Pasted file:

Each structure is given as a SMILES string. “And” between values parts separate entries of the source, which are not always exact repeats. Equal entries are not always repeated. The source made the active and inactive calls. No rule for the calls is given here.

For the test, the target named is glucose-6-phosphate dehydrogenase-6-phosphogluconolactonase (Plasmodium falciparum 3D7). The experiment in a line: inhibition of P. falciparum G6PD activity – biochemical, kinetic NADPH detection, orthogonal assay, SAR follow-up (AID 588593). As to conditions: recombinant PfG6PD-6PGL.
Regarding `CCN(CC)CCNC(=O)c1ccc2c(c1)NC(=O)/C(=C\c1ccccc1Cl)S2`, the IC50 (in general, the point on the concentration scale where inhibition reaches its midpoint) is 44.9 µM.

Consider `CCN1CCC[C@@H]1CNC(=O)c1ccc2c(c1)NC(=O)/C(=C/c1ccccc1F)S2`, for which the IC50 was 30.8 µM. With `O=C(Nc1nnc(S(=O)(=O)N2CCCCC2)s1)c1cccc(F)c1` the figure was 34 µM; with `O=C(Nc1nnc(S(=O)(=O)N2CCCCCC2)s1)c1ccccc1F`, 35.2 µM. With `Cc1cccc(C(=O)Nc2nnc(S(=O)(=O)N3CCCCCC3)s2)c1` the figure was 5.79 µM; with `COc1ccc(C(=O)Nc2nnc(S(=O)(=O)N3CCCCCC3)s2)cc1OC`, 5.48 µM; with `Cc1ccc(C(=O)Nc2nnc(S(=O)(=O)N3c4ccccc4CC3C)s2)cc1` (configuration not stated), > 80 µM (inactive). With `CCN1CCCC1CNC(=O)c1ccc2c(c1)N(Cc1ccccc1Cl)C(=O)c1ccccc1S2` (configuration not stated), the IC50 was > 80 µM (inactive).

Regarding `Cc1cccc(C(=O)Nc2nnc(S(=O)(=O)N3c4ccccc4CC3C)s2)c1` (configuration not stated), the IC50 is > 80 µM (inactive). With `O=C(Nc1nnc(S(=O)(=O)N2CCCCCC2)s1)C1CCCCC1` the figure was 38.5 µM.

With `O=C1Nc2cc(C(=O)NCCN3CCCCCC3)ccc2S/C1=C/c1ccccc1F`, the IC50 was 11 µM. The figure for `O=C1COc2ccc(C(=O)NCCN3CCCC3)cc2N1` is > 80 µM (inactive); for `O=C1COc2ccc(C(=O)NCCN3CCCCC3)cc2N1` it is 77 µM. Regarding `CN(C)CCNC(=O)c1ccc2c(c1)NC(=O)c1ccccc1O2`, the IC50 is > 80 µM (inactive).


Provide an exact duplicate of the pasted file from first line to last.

Each structure is given as a SMILES string. “And” between values parts separate entries of the source, which are not always exact repeats. Equal entries are not always repeated. The source made the active and inactive calls. No rule for the calls is given here.

For the test, the target named is glucose-6-phosphate dehydrogenase-6-phosphogluconolactonase (Plasmodium falciparum 3D7). The experiment in a line: inhibition of P. falciparum G6PD activity – biochemical, kinetic NADPH detection, orthogonal assay, SAR follow-up (AID 588593). As to conditions: recombinant PfG6PD-6PGL.
Regarding `CCN(CC)CCNC(=O)c1ccc2c(c1)NC(=O)/C(=C\c1ccccc1Cl)S2`, the IC50 (in general, the point on the concentration scale where inhibition reaches its midpoint) is 44.9 µM.

Consider `CCN1CCC[C@@H]1CNC(=O)c1ccc2c(c1)NC(=O)/C(=C/c1ccccc1F)S2`, for which the IC50 was 30.8 µM. With `O=C(Nc1nnc(S(=O)(=O)N2CCCCC2)s1)c1cccc(F)c1` the figure was 34 µM; with `O=C(Nc1nnc(S(=O)(=O)N2CCCCCC2)s1)c1ccccc1F`, 35.2 µM. With `Cc1cccc(C(=O)Nc2nnc(S(=O)(=O)N3CCCCCC3)s2)c1` the figure was 5.79 µM; with `COc1ccc(C(=O)Nc2nnc(S(=O)(=O)N3CCCCCC3)s2)cc1OC`, 5.48 µM; with `Cc1ccc(C(=O)Nc2nnc(S(=O)(=O)N3c4ccccc4CC3C)s2)cc1` (configuration not stated), > 80 µM (inactive). With `CCN1CCCC1CNC(=O)c1ccc2c(c1)N(Cc1ccccc1Cl)C(=O)c1ccccc1S2` (configuration not stated), the IC50 was > 80 µM (inactive).

Regarding `Cc1cccc(C(=O)Nc2nnc(S(=O)(=O)N3c4ccccc4CC3C)s2)c1` (configuration not stated), the IC50 is > 80 µM (inactive). With `O=C(Nc1nnc(S(=O)(=O)N2CCCCCC2)s1)C1CCCCC1` the figure was 38.5 µM.

With `O=C1Nc2cc(C(=O)NCCN3CCCCCC3)ccc2S/C1=C/c1ccccc1F`, the IC50 was 11 µM. The figure for `O=C1COc2ccc(C(=O)NCCN3CCCC3)cc2N1` is > 80 µM (inactive); for `O=C1COc2ccc(C(=O)NCCN3CCCCC3)cc2N1` it is 77 µM. Regarding `CN(C)CCNC(=O)c1ccc2c(c1)NC(=O)c1ccccc1O2`, the IC50 is > 80 µM (inactive).